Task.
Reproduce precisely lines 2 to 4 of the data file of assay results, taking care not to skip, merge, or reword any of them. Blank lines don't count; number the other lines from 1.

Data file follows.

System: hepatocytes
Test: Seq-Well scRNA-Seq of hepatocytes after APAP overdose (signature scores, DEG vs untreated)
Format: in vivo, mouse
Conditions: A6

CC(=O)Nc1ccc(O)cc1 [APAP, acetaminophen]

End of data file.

Test: Seq-Well scRNA-Seq of hepatocytes after APAP overdose (signature scores, DEG vs untreated)
Format: in vivo, mouse
Conditions: A6